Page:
ACRL 2017: FYE, Innovation, and New Information

Posted by Credo on 3/30/17 1:36 PM

Conferences, Events, First Year Experience, Trends in Reference, Uncategorized

raypresentation3We had an amazing time in Baltimore for the ACRL Conference, and we’re grateful to all of the librarians we got a chance to meet and talk to about the state of research and reference today.

Librarian Raymond Pun hosted two rousing presentations about libraries and the First Year Experience. See his recap here, which includes a list of tools and strategies librarians asked him about during the conference.

Some of the best conversations we had at the booth centered around our new infographic, Truth & Assumptions: Views on the Student Research Process. For example, 51% more students reported receiving instruction on how to use library resources compared to when we asked the same question two years ago. Progress!

infographic IL instruction_opt

Carl Andrews, Assistant Professor/Librarian at Bronx Community College won a free year of our InfoLit Modules when his name was randomly drawn from respondents to our booth survey on information literacy. 65 librarians participated in the survey, which taught us that:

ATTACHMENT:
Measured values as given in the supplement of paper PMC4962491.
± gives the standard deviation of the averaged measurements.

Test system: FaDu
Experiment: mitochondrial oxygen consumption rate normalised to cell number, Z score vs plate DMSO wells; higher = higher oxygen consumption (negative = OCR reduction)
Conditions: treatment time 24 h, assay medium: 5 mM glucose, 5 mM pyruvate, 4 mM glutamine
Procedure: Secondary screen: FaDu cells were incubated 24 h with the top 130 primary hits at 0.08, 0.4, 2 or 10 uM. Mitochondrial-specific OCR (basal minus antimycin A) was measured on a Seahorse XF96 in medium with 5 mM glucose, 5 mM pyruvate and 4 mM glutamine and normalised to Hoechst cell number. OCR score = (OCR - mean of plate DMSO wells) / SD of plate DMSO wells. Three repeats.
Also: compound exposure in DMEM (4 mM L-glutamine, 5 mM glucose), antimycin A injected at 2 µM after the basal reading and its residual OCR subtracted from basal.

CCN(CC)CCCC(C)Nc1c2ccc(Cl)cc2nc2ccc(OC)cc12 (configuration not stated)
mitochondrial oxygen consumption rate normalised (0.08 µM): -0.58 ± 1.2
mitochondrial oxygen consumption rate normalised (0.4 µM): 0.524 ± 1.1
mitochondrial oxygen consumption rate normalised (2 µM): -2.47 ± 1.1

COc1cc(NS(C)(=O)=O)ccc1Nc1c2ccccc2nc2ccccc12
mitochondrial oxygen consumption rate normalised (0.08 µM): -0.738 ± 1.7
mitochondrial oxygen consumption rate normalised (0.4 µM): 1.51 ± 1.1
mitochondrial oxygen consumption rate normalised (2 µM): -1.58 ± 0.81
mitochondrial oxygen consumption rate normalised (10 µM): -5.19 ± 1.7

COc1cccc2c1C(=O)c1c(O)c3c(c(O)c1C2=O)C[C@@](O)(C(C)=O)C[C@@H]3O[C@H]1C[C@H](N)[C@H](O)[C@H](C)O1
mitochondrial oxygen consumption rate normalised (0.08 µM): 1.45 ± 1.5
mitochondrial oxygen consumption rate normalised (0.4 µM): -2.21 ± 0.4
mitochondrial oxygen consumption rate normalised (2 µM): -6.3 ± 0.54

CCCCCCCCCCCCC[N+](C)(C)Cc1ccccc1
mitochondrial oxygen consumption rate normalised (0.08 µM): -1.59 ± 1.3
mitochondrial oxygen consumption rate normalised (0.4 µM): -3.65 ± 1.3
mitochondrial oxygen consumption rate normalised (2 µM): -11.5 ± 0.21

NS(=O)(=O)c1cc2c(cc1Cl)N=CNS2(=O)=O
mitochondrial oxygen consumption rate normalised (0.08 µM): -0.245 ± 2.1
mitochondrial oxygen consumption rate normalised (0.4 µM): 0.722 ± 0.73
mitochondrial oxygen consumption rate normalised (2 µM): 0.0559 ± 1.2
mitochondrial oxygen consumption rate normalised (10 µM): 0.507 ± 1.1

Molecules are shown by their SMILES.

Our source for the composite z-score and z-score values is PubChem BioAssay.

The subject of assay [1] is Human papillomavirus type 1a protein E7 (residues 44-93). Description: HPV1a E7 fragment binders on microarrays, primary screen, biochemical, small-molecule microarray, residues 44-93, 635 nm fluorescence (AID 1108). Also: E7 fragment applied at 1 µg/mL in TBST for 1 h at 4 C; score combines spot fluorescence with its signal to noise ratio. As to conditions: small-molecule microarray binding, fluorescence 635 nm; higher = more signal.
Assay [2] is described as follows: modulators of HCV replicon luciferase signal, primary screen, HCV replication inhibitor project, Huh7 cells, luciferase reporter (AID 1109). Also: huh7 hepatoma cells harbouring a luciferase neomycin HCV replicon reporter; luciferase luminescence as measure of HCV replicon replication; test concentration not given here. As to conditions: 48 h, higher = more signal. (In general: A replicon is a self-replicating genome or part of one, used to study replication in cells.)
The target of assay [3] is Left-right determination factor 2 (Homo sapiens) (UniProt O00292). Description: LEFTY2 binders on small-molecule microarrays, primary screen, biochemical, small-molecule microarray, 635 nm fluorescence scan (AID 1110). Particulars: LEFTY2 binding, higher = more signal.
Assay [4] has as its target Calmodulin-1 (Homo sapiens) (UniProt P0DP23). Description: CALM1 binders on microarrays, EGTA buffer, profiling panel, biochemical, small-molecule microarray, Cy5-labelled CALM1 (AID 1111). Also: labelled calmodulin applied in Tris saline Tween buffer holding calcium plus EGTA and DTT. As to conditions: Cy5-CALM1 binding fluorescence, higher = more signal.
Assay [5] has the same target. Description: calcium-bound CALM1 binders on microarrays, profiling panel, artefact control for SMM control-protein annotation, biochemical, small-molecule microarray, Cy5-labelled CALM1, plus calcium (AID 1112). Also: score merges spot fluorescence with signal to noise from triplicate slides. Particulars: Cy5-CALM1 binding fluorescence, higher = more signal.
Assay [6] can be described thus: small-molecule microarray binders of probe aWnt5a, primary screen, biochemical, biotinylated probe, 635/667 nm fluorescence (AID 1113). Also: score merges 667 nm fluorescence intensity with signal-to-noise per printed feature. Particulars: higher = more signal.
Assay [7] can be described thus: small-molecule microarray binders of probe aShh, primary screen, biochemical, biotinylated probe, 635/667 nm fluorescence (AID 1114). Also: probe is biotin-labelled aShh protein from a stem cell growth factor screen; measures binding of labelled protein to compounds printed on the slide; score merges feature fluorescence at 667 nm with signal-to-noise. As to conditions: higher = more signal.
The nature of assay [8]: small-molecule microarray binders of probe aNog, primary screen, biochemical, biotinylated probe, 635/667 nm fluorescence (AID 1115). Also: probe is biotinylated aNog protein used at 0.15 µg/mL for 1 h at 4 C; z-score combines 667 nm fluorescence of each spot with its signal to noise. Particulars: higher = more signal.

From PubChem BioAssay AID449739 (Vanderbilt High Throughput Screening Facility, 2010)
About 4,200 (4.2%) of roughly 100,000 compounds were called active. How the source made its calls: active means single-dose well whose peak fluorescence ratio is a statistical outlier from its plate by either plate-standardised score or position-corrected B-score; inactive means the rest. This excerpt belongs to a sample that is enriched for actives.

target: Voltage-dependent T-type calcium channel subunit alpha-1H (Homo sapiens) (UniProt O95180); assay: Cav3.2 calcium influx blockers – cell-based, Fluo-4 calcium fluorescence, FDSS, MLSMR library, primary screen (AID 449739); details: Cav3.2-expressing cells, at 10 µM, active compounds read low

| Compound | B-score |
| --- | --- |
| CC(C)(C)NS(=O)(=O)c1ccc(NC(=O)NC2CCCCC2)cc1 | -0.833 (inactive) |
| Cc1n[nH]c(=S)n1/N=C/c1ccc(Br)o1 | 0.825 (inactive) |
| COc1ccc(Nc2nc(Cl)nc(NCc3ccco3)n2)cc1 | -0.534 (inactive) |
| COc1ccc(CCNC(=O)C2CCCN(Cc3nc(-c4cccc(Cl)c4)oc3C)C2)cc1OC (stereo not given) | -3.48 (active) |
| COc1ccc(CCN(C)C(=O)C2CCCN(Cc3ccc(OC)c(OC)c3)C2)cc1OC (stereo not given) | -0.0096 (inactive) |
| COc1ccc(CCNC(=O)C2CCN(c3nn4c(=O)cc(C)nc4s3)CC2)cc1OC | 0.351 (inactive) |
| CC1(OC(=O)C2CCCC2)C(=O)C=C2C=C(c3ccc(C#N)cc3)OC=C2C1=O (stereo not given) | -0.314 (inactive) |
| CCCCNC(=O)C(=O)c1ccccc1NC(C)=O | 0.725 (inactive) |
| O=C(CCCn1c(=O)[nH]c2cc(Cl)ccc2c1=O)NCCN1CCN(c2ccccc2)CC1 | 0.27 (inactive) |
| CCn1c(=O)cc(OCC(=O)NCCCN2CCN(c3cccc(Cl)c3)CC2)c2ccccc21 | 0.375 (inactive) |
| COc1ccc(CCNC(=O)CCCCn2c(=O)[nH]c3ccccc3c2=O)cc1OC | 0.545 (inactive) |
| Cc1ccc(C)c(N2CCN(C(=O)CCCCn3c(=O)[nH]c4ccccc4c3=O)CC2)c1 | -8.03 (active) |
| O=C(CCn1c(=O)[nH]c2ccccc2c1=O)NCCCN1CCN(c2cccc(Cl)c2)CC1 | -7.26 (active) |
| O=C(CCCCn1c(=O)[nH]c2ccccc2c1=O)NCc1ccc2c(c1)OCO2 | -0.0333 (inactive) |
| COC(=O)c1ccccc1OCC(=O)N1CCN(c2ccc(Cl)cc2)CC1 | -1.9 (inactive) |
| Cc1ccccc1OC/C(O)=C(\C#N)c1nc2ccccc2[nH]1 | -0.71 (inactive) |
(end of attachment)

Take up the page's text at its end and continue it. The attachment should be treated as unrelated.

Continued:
• 59% stated 'Evaluating Sources' was the most important skill for freshmen to learn, followed by 'Selecting/Narrowing their Topic' at 49%.
  • When asked about the biggest obstacle to meaningful librarian/faculty collaboration, an overwhelming 71% said faculty underestimate the value of the library
  • Possessing the skills employers seek was listed as the top post-graduation benefit for students who build strong information skills (57%).

We also announced the First Year Experience Innovation Awards, and began accepting nominations for the inaugural presentation at next year’s Personal Librarian & FYE Library Conference. We’ve partnered with Case Western Reserve University’s Kelvin Smith Library to identify and recognize one library and one librarian every year who demonstrate leadership in the FYE space. The winners will receive a $1,500 cash prize (and fancy plaque!) for their efforts to impact first-year students.


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